25 June 2005. Does exposure to psychological trauma in childhood—war, natural disasters, child abuse—cause schizophrenia? A new study that assessed childhood trauma, then prospectively measured the appearance of psychotic symptoms, doesn’t answer that question directly, but it suggests that for at least a subset of schizophrenia symptoms, the answer is yes. The work, from Jim van Os at the University of Maastricht, the Netherlands, with Roselind Lieb and Hans-Ulrich Wittchen at Max Planck Institute, Munich, showed a dose-response relationship between the severity of self-reported childhood trauma and later psychoses in a large group of young Germans. The effect of trauma was enhanced in subjects who measured high on a scale of psychotic proneness at the beginning of the study. The results, appearing in the June issue of the British Journal of Psychiatry, support the idea that childhood trauma can promote psychosis later in life, and in particular may bring out or exacerbate symptoms in a subset of susceptible people.
While psychological trauma is clearly associated with depression and other symptoms of post-traumatic stress disorder, a link to psychosis has been unclear. Many previous studies have surveyed populations with existing mental illness and found a high incidence of a history of childhood physical or sexual abuse. To prospectively look for an association between self-reported traumatic experiences and the risk of psychosis, first author Janneke Spauwen and colleagues interviewed 3,021 subjects between 14 and 24 years old at entry to determine their experience of traumatic events. Showing a list of nine horrors ranging from war experience, abuse, rape, and natural catastrophe to a serious accident, the interviewers elicited histories from the subjects. The presence of psychosis or a proneness to psychosis was assessed with a checklist of psychosocial effects, including scales for hallucinations, delusions, paranoia, and psychoticism. Subjects were reassessed an average of 3.5 years later.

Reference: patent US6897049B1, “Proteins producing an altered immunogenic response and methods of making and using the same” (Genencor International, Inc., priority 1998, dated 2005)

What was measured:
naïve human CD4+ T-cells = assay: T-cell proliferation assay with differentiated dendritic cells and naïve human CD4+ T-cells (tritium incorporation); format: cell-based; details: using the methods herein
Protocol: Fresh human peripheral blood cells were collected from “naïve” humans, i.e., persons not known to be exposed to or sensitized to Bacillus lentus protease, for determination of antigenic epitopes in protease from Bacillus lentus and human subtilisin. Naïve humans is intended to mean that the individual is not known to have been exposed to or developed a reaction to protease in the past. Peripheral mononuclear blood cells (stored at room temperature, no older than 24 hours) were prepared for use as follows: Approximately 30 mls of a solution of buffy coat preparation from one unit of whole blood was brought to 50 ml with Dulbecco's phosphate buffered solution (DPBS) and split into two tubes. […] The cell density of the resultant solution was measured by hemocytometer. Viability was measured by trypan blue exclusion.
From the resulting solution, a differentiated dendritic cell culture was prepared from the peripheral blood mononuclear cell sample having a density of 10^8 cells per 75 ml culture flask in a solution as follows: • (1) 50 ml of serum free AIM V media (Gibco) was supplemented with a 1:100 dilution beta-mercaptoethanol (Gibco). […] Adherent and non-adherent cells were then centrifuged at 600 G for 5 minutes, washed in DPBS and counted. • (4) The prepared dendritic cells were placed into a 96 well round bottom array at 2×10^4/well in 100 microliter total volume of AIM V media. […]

The data, based on follow-up of 2,524 men and women, showed that exposure to any trauma at all increased the risk of psychosis, and the effect was strongest for the most stringent definition of psychosis (three or more psychotic symptoms reported vs. zero, one, or two). The odds ratio (adjusted for confounding factors and psychosis proneness at the beginning of the study) was 1.89 (95 percent confidence interval 1.16-3.08) for exposure to any trauma and the occurrence of at least three psychotic symptoms. Beyond the broad categories of trauma, the study did not measure the type of trauma in great detail, except to distinguish severe trauma—engendering feelings of intense fear, helplessness, or horror—which was more strongly associated with later psychosis. The association was the same whether the trauma occurred before age 13 or later in life.
A dose response effect supported the idea that trauma played a causal role in the psychotic symptoms. The odds ratio for psychosis increased with an increasing number of trauma events. The effect of trauma appeared specific for psychosis, as the researchers found no association between self-reported trauma and the occurrence of bipolar disorder or major depression.